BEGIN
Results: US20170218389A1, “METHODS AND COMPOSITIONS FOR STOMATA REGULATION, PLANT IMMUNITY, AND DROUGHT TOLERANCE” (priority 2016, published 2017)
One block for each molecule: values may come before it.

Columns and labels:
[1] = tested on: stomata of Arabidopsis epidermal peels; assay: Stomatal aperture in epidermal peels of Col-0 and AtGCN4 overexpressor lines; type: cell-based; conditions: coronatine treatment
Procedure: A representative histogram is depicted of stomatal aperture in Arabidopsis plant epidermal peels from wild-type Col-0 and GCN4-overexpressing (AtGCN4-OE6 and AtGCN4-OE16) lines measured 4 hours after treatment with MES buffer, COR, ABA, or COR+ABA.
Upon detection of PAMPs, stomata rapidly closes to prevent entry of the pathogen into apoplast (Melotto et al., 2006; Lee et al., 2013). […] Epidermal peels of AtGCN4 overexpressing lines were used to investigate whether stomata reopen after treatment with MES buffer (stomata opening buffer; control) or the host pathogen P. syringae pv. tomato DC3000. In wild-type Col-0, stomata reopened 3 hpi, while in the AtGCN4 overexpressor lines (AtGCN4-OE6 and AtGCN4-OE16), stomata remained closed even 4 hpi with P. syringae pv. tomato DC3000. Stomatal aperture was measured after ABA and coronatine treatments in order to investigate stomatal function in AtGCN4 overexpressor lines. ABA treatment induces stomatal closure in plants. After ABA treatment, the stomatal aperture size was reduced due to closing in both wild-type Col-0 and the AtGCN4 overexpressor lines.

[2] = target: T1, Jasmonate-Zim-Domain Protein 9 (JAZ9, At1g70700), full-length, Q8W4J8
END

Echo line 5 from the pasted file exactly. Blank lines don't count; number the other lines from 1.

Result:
Procedure: A representative histogram is depicted of stomatal aperture in Arabidopsis plant epidermal peels from wild-type Col-0 and GCN4-overexpressing (AtGCN4-OE6 and AtGCN4-OE16) lines measured 4 hours after treatment with MES buffer, COR, ABA, or COR+ABA.